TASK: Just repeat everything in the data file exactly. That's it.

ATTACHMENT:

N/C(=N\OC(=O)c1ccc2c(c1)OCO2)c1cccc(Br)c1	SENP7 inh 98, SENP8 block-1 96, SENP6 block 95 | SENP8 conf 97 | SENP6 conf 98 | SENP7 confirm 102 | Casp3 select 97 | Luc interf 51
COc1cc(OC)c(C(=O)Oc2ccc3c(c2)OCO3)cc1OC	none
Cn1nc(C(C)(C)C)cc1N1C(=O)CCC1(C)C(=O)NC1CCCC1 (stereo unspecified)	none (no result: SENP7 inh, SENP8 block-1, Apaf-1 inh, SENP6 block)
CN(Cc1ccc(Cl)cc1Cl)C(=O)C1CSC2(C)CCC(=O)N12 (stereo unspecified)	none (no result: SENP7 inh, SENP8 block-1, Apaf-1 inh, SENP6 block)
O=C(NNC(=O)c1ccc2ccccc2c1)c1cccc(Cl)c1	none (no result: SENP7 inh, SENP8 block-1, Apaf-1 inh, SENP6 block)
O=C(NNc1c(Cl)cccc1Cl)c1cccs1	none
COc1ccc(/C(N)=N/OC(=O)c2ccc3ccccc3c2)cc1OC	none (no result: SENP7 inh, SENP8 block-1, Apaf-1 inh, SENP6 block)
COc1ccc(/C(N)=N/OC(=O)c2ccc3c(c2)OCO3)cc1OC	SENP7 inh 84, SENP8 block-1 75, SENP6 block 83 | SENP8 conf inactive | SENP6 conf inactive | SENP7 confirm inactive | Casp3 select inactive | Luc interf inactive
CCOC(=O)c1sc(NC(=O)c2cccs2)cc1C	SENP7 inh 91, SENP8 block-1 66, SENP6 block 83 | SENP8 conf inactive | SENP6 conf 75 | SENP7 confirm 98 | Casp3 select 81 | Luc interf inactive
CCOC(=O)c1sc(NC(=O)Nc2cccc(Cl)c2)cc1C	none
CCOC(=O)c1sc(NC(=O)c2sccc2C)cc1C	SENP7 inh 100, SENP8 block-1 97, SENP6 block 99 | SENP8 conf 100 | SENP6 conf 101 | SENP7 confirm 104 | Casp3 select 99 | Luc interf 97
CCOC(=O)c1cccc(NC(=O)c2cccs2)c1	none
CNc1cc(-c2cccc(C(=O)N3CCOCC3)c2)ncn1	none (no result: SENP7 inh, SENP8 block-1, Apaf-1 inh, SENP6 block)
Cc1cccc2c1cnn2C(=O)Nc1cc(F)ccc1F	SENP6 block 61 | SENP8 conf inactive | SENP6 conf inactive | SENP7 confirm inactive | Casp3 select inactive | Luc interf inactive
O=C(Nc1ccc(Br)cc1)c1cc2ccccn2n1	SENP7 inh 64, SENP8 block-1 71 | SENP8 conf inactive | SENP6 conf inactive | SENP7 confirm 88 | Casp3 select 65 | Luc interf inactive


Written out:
N/C(=N\OC(=O)c1ccc2c(c1)OCO2)c1cccc(Br)c1	SENP7 inh 98, SENP8 block-1 96, SENP6 block 95 | SENP8 conf 97 | SENP6 conf 98 | SENP7 confirm 102 | Casp3 select 97 | Luc interf 51
COc1cc(OC)c(C(=O)Oc2ccc3c(c2)OCO3)cc1OC	none
Cn1nc(C(C)(C)C)cc1N1C(=O)CCC1(C)C(=O)NC1CCCC1 (stereo unspecified)	none (no result: SENP7 inh, SENP8 block-1, Apaf-1 inh, SENP6 block)
CN(Cc1ccc(Cl)cc1Cl)C(=O)C1CSC2(C)CCC(=O)N12 (stereo unspecified)	none (no result: SENP7 inh, SENP8 block-1, Apaf-1 inh, SENP6 block)
O=C(NNC(=O)c1ccc2ccccc2c1)c1cccc(Cl)c1	none (no result: SENP7 inh, SENP8 block-1, Apaf-1 inh, SENP6 block)
O=C(NNc1c(Cl)cccc1Cl)c1cccs1	none
COc1ccc(/C(N)=N/OC(=O)c2ccc3ccccc3c2)cc1OC	none (no result: SENP7 inh, SENP8 block-1, Apaf-1 inh, SENP6 block)
COc1ccc(/C(N)=N/OC(=O)c2ccc3c(c2)OCO3)cc1OC	SENP7 inh 84, SENP8 block-1 75, SENP6 block 83 | SENP8 conf inactive | SENP6 conf inactive | SENP7 confirm inactive | Casp3 select inactive | Luc interf inactive
CCOC(=O)c1sc(NC(=O)c2cccs2)cc1C	SENP7 inh 91, SENP8 block-1 66, SENP6 block 83 | SENP8 conf inactive | SENP6 conf 75 | SENP7 confirm 98 | Casp3 select 81 | Luc interf inactive
CCOC(=O)c1sc(NC(=O)Nc2cccc(Cl)c2)cc1C	none
CCOC(=O)c1sc(NC(=O)c2sccc2C)cc1C	SENP7 inh 100, SENP8 block-1 97, SENP6 block 99 | SENP8 conf 100 | SENP6 conf 101 | SENP7 confirm 104 | Casp3 select 99 | Luc interf 97
CCOC(=O)c1cccc(NC(=O)c2cccs2)c1	none
CNc1cc(-c2cccc(C(=O)N3CCOCC3)c2)ncn1	none (no result: SENP7 inh, SENP8 block-1, Apaf-1 inh, SENP6 block)
Cc1cccc2c1cnn2C(=O)Nc1cc(F)ccc1F	SENP6 block 61 | SENP8 conf inactive | SENP6 conf inactive | SENP7 confirm inactive | Casp3 select inactive | Luc interf inactive
O=C(Nc1ccc(Br)cc1)c1cc2ccccn2n1	SENP7 inh 64, SENP8 block-1 71 | SENP8 conf inactive | SENP6 conf inactive | SENP7 confirm 88 | Casp3 select 65 | Luc interf inactive